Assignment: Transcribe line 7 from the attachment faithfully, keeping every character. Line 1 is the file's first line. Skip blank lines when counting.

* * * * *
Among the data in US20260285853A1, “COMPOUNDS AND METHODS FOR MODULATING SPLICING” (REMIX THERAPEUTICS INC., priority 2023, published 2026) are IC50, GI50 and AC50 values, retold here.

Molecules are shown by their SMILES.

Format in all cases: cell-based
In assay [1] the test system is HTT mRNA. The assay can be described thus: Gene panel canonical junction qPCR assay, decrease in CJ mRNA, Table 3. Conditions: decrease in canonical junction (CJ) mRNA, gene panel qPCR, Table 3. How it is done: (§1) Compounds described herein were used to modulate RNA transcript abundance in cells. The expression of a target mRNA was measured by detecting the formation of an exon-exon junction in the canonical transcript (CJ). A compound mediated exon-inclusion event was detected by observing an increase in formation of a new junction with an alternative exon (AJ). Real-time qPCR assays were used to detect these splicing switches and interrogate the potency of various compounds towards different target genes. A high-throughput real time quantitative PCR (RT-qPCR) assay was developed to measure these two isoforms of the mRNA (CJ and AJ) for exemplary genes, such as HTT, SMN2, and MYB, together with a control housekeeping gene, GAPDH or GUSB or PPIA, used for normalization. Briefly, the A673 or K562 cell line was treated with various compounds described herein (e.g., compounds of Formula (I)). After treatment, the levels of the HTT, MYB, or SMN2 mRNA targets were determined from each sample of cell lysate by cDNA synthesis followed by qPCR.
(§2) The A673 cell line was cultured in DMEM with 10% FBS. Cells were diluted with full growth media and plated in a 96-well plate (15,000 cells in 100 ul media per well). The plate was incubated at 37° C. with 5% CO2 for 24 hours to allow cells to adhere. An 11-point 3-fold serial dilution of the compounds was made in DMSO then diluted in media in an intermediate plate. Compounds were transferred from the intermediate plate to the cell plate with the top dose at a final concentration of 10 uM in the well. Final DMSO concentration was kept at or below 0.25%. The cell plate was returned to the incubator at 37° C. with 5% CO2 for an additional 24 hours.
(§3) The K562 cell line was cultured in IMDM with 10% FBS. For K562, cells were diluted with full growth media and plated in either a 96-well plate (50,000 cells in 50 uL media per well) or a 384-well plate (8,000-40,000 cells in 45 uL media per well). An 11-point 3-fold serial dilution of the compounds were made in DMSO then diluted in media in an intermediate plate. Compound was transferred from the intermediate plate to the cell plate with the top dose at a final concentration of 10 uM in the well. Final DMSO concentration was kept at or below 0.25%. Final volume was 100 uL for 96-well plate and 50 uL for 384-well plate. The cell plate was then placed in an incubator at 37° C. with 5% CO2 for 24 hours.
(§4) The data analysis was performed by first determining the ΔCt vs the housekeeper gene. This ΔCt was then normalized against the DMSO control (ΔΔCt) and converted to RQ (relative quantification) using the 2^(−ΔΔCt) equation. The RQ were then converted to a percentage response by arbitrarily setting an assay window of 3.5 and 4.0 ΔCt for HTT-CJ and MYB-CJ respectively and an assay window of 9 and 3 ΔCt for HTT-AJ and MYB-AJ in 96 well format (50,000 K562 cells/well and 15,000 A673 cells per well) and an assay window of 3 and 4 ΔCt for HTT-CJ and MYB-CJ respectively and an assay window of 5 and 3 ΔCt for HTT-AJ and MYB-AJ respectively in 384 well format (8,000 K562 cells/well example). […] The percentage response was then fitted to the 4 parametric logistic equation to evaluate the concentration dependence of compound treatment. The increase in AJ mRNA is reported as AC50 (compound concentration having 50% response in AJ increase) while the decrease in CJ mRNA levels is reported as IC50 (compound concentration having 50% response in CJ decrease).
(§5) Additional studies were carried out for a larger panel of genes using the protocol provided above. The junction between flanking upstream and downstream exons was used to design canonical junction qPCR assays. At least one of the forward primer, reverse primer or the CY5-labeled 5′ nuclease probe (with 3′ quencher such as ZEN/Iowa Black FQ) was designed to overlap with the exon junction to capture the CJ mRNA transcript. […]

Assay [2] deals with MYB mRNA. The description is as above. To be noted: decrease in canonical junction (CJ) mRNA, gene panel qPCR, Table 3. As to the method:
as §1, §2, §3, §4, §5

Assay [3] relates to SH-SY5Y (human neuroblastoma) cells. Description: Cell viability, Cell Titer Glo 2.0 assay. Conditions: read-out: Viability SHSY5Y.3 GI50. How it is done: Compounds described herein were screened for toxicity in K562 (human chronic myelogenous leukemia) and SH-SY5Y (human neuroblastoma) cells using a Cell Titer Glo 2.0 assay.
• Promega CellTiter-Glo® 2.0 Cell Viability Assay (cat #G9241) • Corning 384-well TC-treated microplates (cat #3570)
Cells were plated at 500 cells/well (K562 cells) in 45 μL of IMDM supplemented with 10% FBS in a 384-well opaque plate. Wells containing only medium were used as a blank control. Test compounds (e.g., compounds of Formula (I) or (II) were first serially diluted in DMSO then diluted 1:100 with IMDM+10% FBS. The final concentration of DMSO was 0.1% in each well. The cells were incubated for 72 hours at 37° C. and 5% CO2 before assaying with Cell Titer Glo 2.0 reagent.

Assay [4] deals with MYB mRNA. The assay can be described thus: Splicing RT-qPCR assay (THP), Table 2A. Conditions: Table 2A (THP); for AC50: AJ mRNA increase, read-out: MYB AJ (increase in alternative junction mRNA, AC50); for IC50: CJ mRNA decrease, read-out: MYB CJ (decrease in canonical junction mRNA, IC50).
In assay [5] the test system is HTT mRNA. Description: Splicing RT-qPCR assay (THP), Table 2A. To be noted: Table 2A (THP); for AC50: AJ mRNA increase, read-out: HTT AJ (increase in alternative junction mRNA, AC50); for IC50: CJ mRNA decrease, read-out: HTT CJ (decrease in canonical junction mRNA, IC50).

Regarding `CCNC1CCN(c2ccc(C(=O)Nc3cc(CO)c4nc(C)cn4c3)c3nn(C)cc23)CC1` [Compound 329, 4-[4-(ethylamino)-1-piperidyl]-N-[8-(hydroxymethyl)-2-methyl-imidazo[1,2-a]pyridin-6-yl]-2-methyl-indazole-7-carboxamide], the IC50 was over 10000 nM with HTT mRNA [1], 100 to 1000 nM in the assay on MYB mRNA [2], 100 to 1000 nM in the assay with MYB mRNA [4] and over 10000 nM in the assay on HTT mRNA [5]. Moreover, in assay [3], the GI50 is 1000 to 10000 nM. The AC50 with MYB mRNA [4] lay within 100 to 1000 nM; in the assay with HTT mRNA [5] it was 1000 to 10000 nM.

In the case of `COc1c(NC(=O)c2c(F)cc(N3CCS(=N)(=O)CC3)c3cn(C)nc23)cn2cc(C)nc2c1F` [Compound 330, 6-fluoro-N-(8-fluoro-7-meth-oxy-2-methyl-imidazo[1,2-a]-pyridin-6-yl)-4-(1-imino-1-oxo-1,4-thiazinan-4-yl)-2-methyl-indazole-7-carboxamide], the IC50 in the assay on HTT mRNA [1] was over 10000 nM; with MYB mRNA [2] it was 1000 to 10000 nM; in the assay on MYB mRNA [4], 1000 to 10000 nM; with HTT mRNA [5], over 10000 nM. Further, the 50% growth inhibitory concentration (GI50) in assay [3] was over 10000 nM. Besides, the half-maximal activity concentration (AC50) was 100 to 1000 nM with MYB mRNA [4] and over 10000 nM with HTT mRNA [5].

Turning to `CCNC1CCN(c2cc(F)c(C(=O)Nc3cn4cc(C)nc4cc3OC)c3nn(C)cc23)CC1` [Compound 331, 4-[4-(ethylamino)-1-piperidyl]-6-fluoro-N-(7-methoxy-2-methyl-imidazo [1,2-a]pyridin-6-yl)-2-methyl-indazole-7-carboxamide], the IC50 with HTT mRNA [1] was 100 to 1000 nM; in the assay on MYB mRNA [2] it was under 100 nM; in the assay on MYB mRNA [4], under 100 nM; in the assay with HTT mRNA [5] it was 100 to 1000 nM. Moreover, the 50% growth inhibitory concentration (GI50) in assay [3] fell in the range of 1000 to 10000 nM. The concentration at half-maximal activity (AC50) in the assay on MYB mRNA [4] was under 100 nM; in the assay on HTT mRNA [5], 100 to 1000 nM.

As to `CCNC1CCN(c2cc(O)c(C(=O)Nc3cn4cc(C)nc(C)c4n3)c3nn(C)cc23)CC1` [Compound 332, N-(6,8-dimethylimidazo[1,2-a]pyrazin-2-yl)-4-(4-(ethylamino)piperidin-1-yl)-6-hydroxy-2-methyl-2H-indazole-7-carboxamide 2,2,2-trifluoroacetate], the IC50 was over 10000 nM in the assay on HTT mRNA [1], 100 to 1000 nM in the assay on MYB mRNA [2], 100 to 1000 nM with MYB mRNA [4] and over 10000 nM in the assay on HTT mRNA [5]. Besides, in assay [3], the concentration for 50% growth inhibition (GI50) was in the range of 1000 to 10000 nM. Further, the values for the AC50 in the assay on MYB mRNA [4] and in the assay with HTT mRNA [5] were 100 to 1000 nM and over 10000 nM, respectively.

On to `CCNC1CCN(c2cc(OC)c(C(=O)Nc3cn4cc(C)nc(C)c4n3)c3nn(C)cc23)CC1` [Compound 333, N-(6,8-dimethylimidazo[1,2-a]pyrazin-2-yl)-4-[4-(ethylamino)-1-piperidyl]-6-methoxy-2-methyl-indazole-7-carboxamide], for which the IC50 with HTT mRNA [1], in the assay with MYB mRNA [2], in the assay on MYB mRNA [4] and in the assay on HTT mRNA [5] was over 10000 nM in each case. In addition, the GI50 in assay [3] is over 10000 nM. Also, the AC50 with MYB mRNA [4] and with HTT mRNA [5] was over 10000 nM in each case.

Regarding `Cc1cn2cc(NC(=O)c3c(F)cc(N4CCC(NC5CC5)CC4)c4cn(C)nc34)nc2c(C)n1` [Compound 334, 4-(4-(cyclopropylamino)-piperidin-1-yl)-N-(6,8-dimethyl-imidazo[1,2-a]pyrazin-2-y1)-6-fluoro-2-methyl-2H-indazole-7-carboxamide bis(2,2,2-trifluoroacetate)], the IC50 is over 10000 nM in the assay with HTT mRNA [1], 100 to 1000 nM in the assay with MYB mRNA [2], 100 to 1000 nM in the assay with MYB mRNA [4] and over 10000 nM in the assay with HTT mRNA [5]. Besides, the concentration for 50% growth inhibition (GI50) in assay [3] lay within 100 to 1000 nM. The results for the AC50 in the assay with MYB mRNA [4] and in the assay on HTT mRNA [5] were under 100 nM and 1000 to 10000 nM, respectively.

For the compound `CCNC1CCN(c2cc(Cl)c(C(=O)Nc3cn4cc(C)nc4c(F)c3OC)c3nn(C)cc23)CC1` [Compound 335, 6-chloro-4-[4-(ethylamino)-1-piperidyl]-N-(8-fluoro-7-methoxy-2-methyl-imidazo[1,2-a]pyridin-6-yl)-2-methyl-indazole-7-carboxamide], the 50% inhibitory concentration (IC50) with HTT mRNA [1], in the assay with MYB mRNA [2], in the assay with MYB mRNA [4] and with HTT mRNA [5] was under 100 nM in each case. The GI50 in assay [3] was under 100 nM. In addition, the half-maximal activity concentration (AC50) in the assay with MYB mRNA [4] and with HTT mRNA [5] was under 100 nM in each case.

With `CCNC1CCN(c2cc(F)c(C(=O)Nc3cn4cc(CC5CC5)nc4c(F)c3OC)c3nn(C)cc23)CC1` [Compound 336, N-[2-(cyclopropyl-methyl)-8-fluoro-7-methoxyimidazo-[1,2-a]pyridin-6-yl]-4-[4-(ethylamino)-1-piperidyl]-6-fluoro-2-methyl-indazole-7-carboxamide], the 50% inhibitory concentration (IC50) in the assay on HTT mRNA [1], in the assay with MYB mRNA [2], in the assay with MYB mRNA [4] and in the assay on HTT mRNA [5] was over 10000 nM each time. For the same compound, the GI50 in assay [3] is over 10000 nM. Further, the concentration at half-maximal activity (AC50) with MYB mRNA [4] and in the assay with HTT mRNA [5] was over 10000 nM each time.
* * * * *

(§4) The data analysis was performed by first determining the ΔCt vs the housekeeper gene. This ΔCt was then normalized against the DMSO control (ΔΔCt) and converted to RQ (relative quantification) using the 2^(−ΔΔCt) equation. The RQ were then converted to a percentage response by arbitrarily setting an assay window of 3.5 and 4.0 ΔCt for HTT-CJ and MYB-CJ respectively and an assay window of 9 and 3 ΔCt for HTT-AJ and MYB-AJ in 96 well format (50,000 K562 cells/well and 15,000 A673 cells per well) and an assay window of 3 and 4 ΔCt for HTT-CJ and MYB-CJ respectively and an assay window of 5 and 3 ΔCt for HTT-AJ and MYB-AJ respectively in 384 well format (8,000 K562 cells/well example). […] The percentage response was then fitted to the 4 parametric logistic equation to evaluate the concentration dependence of compound treatment. The increase in AJ mRNA is reported as AC50 (compound concentration having 50% response in AJ increase) while the decrease in CJ mRNA levels is reported as IC50 (compound concentration having 50% response in CJ decrease).